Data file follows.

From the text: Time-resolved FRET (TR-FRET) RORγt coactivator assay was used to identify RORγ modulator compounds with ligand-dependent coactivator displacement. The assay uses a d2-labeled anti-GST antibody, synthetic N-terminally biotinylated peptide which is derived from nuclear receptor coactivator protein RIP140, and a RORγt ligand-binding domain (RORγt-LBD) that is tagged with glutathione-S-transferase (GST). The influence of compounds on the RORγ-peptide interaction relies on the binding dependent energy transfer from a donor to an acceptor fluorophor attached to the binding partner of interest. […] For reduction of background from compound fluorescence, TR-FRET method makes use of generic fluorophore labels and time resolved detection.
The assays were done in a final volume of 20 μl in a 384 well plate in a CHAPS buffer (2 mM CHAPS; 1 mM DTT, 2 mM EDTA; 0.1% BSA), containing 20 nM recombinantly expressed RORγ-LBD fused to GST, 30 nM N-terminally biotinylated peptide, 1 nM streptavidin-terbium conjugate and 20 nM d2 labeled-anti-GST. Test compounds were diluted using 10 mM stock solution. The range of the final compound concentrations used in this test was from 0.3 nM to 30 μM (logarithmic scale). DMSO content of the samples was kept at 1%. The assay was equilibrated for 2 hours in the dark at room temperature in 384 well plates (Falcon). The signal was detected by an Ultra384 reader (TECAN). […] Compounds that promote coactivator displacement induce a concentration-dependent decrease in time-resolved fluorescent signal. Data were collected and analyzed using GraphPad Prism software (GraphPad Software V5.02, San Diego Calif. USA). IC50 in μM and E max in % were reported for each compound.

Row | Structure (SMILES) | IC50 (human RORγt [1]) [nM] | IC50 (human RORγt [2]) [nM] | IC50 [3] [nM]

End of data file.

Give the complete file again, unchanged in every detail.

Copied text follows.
From the text: Time-resolved FRET (TR-FRET) RORγt coactivator assay was used to identify RORγ modulator compounds with ligand-dependent coactivator displacement. The assay uses a d2-labeled anti-GST antibody, synthetic N-terminally biotinylated peptide which is derived from nuclear receptor coactivator protein RIP140, and a RORγt ligand-binding domain (RORγt-LBD) that is tagged with glutathione-S-transferase (GST). The influence of compounds on the RORγ-peptide interaction relies on the binding dependent energy transfer from a donor to an acceptor fluorophor attached to the binding partner of interest. […] For reduction of background from compound fluorescence, TR-FRET method makes use of generic fluorophore labels and time resolved detection.
The assays were done in a final volume of 20 μl in a 384 well plate in a CHAPS buffer (2 mM CHAPS; 1 mM DTT, 2 mM EDTA; 0.1% BSA), containing 20 nM recombinantly expressed RORγ-LBD fused to GST, 30 nM N-terminally biotinylated peptide, 1 nM streptavidin-terbium conjugate and 20 nM d2 labeled-anti-GST. Test compounds were diluted using 10 mM stock solution. The range of the final compound concentrations used in this test was from 0.3 nM to 30 μM (logarithmic scale). DMSO content of the samples was kept at 1%. The assay was equilibrated for 2 hours in the dark at room temperature in 384 well plates (Falcon). The signal was detected by an Ultra384 reader (TECAN). […] Compounds that promote coactivator displacement induce a concentration-dependent decrease in time-resolved fluorescent signal. Data were collected and analyzed using GraphPad Prism software (GraphPad Software V5.02, San Diego Calif. USA). IC50 in μM and E max in % were reported for each compound.

Row | Structure (SMILES) | IC50 (human RORγt [1]) [nM] | IC50 (human RORγt [2]) [nM] | IC50 [3] [nM]